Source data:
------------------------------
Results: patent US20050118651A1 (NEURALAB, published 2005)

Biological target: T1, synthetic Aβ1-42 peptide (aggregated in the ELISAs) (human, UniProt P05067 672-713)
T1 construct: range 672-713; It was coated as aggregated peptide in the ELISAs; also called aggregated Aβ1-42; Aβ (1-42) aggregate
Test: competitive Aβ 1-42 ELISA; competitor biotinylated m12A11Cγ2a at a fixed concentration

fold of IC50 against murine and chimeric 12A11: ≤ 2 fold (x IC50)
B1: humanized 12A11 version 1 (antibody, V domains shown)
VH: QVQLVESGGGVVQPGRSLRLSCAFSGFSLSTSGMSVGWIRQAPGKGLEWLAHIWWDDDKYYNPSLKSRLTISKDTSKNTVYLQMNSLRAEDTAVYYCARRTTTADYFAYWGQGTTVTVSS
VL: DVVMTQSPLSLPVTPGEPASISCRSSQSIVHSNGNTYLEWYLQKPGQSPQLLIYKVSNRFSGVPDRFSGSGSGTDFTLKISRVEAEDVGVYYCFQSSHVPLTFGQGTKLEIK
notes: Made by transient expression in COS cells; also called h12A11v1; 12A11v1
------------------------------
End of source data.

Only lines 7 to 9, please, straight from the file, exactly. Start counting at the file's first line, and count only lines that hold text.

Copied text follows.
VH: QVQLVESGGGVVQPGRSLRLSCAFSGFSLSTSGMSVGWIRQAPGKGLEWLAHIWWDDDKYYNPSLKSRLTISKDTSKNTVYLQMNSLRAEDTAVYYCARRTTTADYFAYWGQGTTVTVSS
VL: DVVMTQSPLSLPVTPGEPASISCRSSQSIVHSNGNTYLEWYLQKPGQSPQLLIYKVSNRFSGVPDRFSGSGSGTDFTLKISRVEAEDVGVYYCFQSSHVPLTFGQGTKLEIK
notes: Made by transient expression in COS cells; also called h12A11v1; 12A11v1